Not to sound like Pollyanna, but there’s a silver lining to everything…even Parkinson’s Disease. I have met so many fascinating people (the minister, the sculptor, the Ph.D and on and on) because we share a Parkinson’s diagnosis.
An old college buddy introduced me to a friend of his with PD named Lori Campbell. Turns out she is a professional singer and composer (wow) and has so much extra creative juice, she has submitted videos to the Montreal (2013) and Portland (2016) World Parkinson’s Congress video contests. The 2016 submission is called “Victory” and features Lori singing one of her own compositions. If you look closely, you will notice the animated people in the PD support groups are made of jewelry. I’m a big jewelry fan and I asked her about that. Here was her response: “The jewelry is from various places around the world. I wanted to represent as much diversity as possible and thought my jewelry collection would be a personal way to convey the concept.” And check out her 2013 submission (more singing!), “Rerouted”.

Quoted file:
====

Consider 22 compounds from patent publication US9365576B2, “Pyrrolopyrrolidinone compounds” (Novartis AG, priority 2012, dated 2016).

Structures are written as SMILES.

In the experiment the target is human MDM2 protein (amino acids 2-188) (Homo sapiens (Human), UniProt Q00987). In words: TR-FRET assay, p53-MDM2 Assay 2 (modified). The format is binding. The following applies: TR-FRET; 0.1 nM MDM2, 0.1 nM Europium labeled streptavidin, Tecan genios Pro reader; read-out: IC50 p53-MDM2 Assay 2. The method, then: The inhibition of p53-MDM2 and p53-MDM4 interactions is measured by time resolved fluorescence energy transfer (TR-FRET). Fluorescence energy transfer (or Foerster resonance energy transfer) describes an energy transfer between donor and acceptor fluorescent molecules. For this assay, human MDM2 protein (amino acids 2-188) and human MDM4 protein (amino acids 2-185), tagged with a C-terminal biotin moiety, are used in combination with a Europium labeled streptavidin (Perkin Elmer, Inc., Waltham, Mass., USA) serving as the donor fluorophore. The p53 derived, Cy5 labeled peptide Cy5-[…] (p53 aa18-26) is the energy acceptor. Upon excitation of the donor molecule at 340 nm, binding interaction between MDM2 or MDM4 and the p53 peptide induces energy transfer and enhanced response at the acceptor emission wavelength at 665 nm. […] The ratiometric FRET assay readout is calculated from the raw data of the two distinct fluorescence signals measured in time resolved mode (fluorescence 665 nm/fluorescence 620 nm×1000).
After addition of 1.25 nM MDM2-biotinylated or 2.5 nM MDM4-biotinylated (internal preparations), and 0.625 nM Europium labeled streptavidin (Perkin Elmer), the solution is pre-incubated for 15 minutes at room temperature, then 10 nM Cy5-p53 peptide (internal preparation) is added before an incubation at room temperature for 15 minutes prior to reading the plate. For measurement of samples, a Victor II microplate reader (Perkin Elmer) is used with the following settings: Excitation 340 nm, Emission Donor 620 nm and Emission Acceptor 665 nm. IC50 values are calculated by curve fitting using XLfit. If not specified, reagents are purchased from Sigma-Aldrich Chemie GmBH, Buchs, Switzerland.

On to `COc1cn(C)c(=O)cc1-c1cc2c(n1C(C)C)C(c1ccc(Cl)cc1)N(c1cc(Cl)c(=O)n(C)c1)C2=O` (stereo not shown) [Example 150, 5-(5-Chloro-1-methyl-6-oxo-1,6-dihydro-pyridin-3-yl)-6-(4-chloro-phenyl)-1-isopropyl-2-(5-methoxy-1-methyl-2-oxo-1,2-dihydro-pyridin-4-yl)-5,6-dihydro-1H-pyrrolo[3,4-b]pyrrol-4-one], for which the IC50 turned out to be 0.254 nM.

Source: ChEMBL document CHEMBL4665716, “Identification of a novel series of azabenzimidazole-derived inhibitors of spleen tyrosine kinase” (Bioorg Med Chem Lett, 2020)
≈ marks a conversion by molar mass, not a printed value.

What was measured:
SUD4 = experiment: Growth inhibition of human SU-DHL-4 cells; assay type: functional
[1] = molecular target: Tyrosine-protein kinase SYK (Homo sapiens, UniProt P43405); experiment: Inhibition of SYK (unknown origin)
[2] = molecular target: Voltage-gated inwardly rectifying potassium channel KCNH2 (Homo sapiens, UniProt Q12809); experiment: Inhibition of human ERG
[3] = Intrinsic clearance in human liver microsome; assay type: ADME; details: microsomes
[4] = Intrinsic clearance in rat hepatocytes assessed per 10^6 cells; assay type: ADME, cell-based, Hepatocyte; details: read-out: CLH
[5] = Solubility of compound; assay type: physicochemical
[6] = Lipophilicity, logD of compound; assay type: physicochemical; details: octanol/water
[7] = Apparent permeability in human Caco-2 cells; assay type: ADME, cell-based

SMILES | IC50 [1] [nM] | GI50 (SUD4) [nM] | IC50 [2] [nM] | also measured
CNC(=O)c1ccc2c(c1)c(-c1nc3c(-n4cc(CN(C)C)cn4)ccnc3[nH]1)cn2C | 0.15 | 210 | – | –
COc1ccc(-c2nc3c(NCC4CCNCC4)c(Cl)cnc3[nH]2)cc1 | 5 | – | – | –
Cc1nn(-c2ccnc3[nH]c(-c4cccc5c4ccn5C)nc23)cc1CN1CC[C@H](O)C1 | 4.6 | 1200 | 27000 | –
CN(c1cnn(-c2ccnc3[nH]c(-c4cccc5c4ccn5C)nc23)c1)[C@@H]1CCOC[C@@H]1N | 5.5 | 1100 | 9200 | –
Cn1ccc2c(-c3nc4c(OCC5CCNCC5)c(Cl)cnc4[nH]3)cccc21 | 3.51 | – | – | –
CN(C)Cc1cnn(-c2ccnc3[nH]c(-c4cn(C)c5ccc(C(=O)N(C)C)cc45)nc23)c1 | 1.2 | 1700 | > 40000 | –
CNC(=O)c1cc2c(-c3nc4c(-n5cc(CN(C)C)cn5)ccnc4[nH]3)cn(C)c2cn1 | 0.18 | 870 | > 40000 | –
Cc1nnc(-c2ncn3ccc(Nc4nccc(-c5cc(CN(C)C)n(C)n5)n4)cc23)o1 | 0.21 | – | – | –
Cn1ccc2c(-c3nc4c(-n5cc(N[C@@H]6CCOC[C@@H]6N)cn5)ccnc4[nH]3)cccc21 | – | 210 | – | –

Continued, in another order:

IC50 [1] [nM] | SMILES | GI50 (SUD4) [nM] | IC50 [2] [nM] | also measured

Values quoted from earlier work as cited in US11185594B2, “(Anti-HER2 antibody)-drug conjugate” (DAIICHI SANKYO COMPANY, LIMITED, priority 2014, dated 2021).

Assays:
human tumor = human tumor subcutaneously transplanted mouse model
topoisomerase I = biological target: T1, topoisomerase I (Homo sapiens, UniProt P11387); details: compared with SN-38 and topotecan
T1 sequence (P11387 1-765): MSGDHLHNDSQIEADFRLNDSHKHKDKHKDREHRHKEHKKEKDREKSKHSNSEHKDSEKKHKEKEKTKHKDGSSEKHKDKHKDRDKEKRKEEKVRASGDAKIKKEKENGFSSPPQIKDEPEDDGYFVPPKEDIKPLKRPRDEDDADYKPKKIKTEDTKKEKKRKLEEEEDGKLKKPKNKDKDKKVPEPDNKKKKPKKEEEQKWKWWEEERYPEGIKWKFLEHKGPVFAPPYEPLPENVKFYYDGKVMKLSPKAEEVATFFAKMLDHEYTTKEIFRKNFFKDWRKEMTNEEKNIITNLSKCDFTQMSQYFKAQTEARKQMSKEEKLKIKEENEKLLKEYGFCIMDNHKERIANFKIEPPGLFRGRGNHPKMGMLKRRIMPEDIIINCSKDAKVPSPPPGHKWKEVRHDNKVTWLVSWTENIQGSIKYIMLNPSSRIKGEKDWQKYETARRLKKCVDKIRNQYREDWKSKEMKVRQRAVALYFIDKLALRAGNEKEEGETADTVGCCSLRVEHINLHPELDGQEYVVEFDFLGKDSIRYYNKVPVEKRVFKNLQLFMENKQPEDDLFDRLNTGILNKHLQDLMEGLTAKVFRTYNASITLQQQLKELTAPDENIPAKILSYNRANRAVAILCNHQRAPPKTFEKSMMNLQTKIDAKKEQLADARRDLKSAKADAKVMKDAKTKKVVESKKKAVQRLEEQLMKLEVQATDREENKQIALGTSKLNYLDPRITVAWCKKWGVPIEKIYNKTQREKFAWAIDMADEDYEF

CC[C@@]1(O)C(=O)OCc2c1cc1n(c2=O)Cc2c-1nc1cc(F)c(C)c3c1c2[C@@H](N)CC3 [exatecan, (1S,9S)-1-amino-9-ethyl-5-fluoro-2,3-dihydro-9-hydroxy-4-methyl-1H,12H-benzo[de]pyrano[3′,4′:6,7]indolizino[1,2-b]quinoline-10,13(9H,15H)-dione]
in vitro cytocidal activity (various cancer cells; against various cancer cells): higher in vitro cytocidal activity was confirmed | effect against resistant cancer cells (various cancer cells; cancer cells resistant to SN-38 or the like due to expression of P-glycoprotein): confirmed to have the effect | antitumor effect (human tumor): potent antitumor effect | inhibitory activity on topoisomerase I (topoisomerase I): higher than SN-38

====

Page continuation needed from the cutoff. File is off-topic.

Another fascinating person I’ve “met” because we both have Parkinson’s is Natasha McCarthy. She lives in Prince Edward Island in Canada, and is a fellow “official blogger” for the World Parkinson Congress. Natasha is a mere 38 years old, mother of two little girls, yet was diagnosed with PD a few years ago. Her most recent blogpost is a particularly poignant reflection on the loneliness of a Young-Onset PD diagnosis. All our communication has been by email, but I’m hoping to meet Natasha in person (and find out how she can wear those 4-inch high heels) at the Portland WPC in September.
And here is a Parkinson’s Social Club etiquette question: What do you say to someone who has just been diagnosed with PD? I got an email the other day from a friend I knew was heading to the neurologist, and the subject line simply said: “Yes”. I’m sure I made a social faux pas by saying something to the effect that, since most of us get chronic diseases of some sort, PD is better than…say…cancer or diabetes or Alzheimer’s. What a lame response. Who has a better suggestion?